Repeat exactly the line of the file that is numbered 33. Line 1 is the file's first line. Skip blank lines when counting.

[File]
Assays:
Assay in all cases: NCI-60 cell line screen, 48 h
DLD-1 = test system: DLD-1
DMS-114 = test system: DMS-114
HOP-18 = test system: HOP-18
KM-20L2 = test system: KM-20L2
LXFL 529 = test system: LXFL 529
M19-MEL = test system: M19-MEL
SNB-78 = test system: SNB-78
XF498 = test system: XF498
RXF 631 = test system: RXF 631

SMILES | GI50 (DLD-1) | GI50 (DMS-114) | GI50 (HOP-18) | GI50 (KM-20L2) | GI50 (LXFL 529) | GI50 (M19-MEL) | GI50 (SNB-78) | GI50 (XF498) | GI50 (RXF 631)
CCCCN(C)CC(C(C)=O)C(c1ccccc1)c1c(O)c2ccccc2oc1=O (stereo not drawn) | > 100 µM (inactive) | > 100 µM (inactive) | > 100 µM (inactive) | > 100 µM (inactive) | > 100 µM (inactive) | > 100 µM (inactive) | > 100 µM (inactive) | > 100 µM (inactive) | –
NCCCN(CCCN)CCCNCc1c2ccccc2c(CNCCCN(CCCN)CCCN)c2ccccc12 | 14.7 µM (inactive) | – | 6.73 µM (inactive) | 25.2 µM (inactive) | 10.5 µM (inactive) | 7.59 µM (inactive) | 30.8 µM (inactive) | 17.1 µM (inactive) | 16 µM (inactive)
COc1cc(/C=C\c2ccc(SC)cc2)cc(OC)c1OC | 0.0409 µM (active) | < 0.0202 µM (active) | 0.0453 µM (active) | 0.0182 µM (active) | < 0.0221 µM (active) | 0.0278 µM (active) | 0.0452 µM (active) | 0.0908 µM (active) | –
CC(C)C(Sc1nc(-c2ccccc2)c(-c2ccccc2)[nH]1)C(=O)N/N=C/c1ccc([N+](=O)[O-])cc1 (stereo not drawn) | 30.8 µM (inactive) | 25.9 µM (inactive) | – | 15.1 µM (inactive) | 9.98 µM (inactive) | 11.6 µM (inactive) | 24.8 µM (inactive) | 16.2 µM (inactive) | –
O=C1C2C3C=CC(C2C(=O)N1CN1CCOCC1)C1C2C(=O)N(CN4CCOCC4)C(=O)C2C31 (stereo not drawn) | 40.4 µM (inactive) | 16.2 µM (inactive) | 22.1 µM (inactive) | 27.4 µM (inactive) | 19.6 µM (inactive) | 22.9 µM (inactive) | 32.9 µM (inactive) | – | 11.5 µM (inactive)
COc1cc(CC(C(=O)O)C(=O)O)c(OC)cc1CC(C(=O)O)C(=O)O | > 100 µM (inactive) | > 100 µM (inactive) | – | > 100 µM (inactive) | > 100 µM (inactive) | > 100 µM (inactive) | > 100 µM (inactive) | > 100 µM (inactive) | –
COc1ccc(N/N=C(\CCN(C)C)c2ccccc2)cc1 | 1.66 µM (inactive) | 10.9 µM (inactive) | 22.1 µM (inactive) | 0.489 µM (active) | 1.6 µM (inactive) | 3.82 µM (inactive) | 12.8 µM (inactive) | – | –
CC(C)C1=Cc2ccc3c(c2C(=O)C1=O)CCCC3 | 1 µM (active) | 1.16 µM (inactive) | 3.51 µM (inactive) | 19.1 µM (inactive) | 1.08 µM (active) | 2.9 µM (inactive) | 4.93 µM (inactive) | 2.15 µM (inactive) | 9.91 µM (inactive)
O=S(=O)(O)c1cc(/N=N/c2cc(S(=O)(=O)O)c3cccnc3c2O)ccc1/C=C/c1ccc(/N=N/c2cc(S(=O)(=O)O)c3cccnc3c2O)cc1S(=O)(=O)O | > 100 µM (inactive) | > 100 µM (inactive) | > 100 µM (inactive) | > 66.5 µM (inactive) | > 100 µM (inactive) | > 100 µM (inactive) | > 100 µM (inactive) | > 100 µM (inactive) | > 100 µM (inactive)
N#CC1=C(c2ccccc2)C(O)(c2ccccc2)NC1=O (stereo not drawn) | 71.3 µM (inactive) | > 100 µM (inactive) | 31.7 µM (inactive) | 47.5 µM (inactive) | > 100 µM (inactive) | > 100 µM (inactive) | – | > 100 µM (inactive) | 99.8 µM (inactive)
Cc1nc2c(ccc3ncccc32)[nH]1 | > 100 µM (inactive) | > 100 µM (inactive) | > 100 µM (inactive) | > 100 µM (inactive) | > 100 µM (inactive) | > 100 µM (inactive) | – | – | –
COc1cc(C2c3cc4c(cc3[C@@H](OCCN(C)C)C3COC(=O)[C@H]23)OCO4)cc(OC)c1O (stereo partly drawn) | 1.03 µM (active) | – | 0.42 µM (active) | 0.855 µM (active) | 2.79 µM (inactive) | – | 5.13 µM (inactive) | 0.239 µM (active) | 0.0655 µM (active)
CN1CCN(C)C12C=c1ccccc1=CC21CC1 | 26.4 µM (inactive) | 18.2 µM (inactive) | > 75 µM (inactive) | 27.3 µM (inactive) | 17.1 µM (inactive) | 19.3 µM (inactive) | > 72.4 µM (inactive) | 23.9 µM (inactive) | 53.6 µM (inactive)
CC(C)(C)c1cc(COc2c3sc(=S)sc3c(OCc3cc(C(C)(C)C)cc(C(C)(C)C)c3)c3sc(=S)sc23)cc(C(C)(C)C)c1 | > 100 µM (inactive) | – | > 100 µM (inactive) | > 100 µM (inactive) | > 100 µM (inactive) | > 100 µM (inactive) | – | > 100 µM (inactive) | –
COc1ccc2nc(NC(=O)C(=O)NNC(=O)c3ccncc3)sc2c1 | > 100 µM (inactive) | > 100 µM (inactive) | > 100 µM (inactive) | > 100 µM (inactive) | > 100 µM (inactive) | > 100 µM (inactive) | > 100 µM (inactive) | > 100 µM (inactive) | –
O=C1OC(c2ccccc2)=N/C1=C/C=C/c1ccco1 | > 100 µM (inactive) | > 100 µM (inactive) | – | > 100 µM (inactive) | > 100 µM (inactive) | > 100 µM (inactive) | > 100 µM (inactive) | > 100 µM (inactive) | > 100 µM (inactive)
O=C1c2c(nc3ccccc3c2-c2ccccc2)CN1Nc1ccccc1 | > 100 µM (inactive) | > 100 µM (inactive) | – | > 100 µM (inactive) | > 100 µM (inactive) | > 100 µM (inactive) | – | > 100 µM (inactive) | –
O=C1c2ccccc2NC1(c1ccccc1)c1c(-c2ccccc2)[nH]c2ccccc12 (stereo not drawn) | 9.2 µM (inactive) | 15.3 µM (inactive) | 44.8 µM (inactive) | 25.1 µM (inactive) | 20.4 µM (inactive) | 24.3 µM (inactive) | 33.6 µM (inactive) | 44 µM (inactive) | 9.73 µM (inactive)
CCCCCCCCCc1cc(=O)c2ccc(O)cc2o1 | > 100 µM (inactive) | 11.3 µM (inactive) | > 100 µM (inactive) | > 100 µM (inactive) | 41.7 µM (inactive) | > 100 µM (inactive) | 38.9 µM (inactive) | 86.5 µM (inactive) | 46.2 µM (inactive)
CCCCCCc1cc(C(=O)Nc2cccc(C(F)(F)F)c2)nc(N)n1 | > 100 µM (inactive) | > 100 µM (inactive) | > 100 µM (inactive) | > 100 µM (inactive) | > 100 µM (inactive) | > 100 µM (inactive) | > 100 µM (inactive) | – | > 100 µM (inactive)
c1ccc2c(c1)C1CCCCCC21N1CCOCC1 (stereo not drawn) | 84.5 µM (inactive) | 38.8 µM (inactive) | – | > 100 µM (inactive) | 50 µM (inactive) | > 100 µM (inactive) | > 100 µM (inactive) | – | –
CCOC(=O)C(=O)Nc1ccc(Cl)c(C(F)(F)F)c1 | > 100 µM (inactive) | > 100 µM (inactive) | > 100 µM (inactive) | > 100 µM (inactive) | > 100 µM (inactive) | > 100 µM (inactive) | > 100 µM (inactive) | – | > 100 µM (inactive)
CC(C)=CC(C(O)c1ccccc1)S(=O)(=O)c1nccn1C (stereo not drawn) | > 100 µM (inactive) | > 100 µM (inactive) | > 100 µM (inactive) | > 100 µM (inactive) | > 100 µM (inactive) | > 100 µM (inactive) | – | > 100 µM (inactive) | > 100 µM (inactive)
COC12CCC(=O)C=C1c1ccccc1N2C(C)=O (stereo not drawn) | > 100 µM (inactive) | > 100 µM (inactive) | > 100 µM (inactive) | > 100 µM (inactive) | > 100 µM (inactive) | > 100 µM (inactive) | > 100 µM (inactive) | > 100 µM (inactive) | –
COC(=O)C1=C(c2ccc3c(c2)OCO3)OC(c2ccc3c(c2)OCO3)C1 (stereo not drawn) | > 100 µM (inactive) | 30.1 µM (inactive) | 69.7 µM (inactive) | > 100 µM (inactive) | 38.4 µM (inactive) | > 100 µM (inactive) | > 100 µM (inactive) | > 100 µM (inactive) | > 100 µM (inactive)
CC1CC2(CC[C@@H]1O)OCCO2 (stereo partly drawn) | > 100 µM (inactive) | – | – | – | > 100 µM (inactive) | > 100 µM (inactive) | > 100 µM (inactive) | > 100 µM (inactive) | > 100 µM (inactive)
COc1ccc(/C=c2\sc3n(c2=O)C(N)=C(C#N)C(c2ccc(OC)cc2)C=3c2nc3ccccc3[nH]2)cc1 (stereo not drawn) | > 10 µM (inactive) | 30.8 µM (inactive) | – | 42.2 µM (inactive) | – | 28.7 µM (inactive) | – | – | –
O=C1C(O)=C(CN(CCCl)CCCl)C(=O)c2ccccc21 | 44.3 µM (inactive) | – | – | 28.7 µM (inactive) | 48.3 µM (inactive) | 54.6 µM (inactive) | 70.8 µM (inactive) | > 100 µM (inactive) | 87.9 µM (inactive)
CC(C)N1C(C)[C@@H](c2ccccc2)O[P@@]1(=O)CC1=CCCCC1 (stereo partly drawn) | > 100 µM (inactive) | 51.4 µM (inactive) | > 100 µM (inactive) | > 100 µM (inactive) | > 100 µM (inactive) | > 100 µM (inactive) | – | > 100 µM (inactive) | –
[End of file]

c1ccc2c(c1)C1CCCCCC21N1CCOCC1 (stereo not drawn) | 84.5 µM (inactive) | 38.8 µM (inactive) | – | > 100 µM (inactive) | 50 µM (inactive) | > 100 µM (inactive) | > 100 µM (inactive) | – | –